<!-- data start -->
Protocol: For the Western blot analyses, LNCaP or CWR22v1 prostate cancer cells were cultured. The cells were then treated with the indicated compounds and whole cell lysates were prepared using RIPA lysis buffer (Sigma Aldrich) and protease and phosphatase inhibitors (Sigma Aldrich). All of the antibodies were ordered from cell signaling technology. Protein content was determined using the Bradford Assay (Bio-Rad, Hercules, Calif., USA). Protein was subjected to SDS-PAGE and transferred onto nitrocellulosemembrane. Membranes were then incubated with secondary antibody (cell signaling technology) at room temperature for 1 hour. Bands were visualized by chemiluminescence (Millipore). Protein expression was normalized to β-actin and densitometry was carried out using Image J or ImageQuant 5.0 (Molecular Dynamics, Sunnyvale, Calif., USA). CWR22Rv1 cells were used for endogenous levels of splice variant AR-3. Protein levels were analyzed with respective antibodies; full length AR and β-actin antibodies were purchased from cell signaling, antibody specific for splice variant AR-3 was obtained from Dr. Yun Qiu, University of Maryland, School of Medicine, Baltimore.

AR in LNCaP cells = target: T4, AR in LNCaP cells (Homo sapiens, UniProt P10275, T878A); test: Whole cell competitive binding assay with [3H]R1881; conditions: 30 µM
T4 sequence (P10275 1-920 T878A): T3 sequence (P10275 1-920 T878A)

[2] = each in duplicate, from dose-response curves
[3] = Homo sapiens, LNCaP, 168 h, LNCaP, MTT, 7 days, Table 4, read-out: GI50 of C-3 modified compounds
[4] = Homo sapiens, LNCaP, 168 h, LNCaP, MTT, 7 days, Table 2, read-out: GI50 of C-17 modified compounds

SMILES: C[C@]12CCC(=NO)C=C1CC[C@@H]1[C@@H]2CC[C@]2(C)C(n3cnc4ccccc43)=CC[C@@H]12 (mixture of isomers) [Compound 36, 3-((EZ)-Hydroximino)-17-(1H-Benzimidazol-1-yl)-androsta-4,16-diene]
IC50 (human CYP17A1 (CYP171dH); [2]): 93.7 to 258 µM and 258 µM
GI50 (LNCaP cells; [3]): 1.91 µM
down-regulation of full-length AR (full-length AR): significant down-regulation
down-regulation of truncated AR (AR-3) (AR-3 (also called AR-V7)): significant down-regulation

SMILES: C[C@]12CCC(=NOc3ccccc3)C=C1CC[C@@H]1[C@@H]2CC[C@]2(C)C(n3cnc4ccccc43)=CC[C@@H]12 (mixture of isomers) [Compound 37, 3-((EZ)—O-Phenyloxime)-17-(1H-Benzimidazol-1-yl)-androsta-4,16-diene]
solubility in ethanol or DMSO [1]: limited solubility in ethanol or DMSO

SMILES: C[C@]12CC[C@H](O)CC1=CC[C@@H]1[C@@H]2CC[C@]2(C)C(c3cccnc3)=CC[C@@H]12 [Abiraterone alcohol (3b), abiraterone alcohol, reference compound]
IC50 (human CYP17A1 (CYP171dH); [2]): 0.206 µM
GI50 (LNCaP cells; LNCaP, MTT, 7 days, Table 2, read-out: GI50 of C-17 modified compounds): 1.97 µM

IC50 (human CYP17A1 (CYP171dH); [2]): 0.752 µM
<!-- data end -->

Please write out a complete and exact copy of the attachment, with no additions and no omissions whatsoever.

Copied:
Protocol: For the Western blot analyses, LNCaP or CWR22v1 prostate cancer cells were cultured. The cells were then treated with the indicated compounds and whole cell lysates were prepared using RIPA lysis buffer (Sigma Aldrich) and protease and phosphatase inhibitors (Sigma Aldrich). All of the antibodies were ordered from cell signaling technology. Protein content was determined using the Bradford Assay (Bio-Rad, Hercules, Calif., USA). Protein was subjected to SDS-PAGE and transferred onto nitrocellulosemembrane. Membranes were then incubated with secondary antibody (cell signaling technology) at room temperature for 1 hour. Bands were visualized by chemiluminescence (Millipore). Protein expression was normalized to β-actin and densitometry was carried out using Image J or ImageQuant 5.0 (Molecular Dynamics, Sunnyvale, Calif., USA). CWR22Rv1 cells were used for endogenous levels of splice variant AR-3. Protein levels were analyzed with respective antibodies; full length AR and β-actin antibodies were purchased from cell signaling, antibody specific for splice variant AR-3 was obtained from Dr. Yun Qiu, University of Maryland, School of Medicine, Baltimore.

AR in LNCaP cells = target: T4, AR in LNCaP cells (Homo sapiens, UniProt P10275, T878A); test: Whole cell competitive binding assay with [3H]R1881; conditions: 30 µM
T4 sequence (P10275 1-920 T878A): T3 sequence (P10275 1-920 T878A)

[2] = each in duplicate, from dose-response curves
[3] = Homo sapiens, LNCaP, 168 h, LNCaP, MTT, 7 days, Table 4, read-out: GI50 of C-3 modified compounds
[4] = Homo sapiens, LNCaP, 168 h, LNCaP, MTT, 7 days, Table 2, read-out: GI50 of C-17 modified compounds

SMILES: C[C@]12CCC(=NO)C=C1CC[C@@H]1[C@@H]2CC[C@]2(C)C(n3cnc4ccccc43)=CC[C@@H]12 (mixture of isomers) [Compound 36, 3-((EZ)-Hydroximino)-17-(1H-Benzimidazol-1-yl)-androsta-4,16-diene]
IC50 (human CYP17A1 (CYP171dH); [2]): 93.7 to 258 µM and 258 µM
GI50 (LNCaP cells; [3]): 1.91 µM
down-regulation of full-length AR (full-length AR): significant down-regulation
down-regulation of truncated AR (AR-3) (AR-3 (also called AR-V7)): significant down-regulation

SMILES: C[C@]12CCC(=NOc3ccccc3)C=C1CC[C@@H]1[C@@H]2CC[C@]2(C)C(n3cnc4ccccc43)=CC[C@@H]12 (mixture of isomers) [Compound 37, 3-((EZ)—O-Phenyloxime)-17-(1H-Benzimidazol-1-yl)-androsta-4,16-diene]
solubility in ethanol or DMSO [1]: limited solubility in ethanol or DMSO

SMILES: C[C@]12CC[C@H](O)CC1=CC[C@@H]1[C@@H]2CC[C@]2(C)C(c3cccnc3)=CC[C@@H]12 [Abiraterone alcohol (3b), abiraterone alcohol, reference compound]
IC50 (human CYP17A1 (CYP171dH); [2]): 0.206 µM
GI50 (LNCaP cells; LNCaP, MTT, 7 days, Table 2, read-out: GI50 of C-17 modified compounds): 1.97 µM

IC50 (human CYP17A1 (CYP171dH); [2]): 0.752 µM